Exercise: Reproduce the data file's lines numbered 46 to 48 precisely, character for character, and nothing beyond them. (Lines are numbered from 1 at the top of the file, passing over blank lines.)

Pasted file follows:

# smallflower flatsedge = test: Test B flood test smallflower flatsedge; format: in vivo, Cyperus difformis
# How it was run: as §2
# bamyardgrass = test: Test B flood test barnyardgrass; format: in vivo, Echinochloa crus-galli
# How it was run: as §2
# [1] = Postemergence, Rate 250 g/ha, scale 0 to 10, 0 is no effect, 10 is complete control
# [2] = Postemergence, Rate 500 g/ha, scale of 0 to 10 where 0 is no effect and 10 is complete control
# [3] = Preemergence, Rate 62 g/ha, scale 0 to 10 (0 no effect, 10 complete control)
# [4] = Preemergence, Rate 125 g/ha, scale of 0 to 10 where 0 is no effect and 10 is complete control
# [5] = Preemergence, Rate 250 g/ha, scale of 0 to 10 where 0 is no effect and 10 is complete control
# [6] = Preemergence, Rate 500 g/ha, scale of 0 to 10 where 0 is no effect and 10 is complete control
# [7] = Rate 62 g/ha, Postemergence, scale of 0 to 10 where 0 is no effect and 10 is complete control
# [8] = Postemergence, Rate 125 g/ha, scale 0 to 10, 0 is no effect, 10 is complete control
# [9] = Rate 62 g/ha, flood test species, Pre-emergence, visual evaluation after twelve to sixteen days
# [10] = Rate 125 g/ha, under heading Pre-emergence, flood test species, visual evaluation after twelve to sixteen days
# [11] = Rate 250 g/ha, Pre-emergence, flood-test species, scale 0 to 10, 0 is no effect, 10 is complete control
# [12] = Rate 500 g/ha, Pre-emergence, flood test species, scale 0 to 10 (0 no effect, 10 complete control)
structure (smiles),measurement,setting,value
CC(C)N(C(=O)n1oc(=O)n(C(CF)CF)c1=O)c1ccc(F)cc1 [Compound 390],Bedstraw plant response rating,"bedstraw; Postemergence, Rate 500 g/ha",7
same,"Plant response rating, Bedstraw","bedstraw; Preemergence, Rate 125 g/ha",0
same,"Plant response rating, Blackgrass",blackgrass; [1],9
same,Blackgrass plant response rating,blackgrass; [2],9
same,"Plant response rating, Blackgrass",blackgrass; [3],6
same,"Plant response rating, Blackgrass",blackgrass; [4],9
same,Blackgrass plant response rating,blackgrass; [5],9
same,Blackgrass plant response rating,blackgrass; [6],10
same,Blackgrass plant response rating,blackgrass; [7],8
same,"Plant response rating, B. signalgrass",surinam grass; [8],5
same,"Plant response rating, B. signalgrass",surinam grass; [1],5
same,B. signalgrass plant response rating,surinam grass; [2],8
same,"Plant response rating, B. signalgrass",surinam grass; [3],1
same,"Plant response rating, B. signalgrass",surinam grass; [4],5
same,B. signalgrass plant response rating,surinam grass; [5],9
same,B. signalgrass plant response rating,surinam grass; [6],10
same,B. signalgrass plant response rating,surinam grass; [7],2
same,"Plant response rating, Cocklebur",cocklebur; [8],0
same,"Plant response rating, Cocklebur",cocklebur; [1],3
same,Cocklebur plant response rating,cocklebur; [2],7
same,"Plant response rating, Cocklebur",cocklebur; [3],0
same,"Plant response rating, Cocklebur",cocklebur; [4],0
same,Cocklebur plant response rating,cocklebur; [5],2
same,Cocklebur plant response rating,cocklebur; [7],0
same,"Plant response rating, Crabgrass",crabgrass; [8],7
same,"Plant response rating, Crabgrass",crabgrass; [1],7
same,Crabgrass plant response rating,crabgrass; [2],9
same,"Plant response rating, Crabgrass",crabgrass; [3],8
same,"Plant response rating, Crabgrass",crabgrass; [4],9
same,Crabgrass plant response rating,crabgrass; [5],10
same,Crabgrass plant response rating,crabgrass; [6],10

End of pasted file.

same,"Plant response rating, Crabgrass",crabgrass; [4],9
same,Crabgrass plant response rating,crabgrass; [5],10
same,Crabgrass plant response rating,crabgrass; [6],10